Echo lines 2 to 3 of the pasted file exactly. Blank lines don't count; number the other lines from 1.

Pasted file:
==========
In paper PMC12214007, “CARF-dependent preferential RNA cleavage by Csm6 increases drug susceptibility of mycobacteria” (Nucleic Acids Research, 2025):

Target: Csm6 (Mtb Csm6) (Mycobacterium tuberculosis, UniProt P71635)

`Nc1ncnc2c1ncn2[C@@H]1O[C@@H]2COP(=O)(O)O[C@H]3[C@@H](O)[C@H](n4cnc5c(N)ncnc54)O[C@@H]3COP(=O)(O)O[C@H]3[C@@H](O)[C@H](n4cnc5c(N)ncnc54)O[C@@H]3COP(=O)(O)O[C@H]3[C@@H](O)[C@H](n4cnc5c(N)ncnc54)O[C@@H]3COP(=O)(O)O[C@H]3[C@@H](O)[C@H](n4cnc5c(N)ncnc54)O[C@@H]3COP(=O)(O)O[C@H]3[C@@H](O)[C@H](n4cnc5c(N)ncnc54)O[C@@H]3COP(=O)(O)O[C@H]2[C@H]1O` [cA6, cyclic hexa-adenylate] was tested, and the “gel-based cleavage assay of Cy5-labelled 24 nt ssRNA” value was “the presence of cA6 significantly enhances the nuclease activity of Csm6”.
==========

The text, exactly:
Target: Csm6 (Mtb Csm6) (Mycobacterium tuberculosis, UniProt P71635)

`Nc1ncnc2c1ncn2[C@@H]1O[C@@H]2COP(=O)(O)O[C@H]3[C@@H](O)[C@H](n4cnc5c(N)ncnc54)O[C@@H]3COP(=O)(O)O[C@H]3[C@@H](O)[C@H](n4cnc5c(N)ncnc54)O[C@@H]3COP(=O)(O)O[C@H]3[C@@H](O)[C@H](n4cnc5c(N)ncnc54)O[C@@H]3COP(=O)(O)O[C@H]3[C@@H](O)[C@H](n4cnc5c(N)ncnc54)O[C@@H]3COP(=O)(O)O[C@H]3[C@@H](O)[C@H](n4cnc5c(N)ncnc54)O[C@@H]3COP(=O)(O)O[C@H]2[C@H]1O` [cA6, cyclic hexa-adenylate] was tested, and the “gel-based cleavage assay of Cy5-labelled 24 nt ssRNA” value was “the presence of cA6 significantly enhances the nuclease activity of Csm6”.